Photo Rounds

Ulcers on lower leg

A 32-year-old man presented to his family physician (FP) with nonhealing ulcers on his lower leg that had developed over the past year. He stated that the ulcers appeared after he hit his leg against the corner of his bed. The leg ulcers were tender, but he was able to tolerate the dull pain. He was being followed by Gastroenterology for his Crohn's disease, which was under control.

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Ulcers on lower leg

The FP recognized this as classic pyoderma gangrenosum (PG)—a challenging condition to treat and not within the typical scope of practice for an FP. Nonhealing, well-defined leg ulcers in a person with Crohn's disease (or any type of inflammatory bowel disease) are often seen with PG. Pathergy—the development of an exaggerated injury following minor trauma—is known to occur with PG.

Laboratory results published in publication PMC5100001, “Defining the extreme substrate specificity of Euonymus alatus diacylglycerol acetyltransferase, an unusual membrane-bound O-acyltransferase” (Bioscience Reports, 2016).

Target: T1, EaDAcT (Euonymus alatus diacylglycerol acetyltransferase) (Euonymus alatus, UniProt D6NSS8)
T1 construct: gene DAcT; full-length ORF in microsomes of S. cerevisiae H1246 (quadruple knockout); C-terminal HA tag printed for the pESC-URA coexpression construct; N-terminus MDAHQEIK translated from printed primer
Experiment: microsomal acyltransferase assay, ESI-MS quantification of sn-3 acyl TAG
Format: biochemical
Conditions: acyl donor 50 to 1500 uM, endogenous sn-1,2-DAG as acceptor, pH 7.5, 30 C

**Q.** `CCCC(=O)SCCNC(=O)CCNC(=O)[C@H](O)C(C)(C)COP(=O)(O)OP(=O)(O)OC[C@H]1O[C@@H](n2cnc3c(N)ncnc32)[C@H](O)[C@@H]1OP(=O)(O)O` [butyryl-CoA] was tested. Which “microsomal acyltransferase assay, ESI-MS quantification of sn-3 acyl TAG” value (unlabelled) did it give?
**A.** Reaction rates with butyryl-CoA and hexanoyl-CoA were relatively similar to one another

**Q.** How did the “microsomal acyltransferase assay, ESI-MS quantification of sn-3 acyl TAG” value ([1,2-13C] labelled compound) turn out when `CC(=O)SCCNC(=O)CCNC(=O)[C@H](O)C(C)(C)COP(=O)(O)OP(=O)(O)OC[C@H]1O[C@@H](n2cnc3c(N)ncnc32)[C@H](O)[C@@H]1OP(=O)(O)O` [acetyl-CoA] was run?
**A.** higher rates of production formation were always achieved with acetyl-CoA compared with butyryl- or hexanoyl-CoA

The FP also noted the violet-blue coloration around the borders of the ulcers, which is referred to as a “gun-metal border.” He considered doing a biopsy on the edge of the ulcer to rule out other conditions and to see if there was a neutrophilic infiltrate that is typically seen with PG. However, the FP realized that pathergy could be stimulated by a biopsy, so he decided to refer the patient to Dermatology.

Knowing that the patient might have to wait a few months to see a dermatologist, the FP consulted online sources and prescribed topical clobetasol ointment to be applied twice daily as an initial therapy. This was not successful, so after a phone consult with the dermatologist, the FP added oral prednisone 40 mg/d for the next 2 weeks until the dermatologist could see the patient.

Photos and text for Photo Rounds Friday courtesy of Richard P. Usatine, MD. This case was adapted from: Mayeaux, EJ, Usatine R. Pyoderma gangrenosum. In: Usatine R, Smith M, Mayeaux EJ, et al. Color Atlas and Synopsis of Family Medicine. 3rd ed. New York, NY: McGraw-Hill; 2019:1147-1152.

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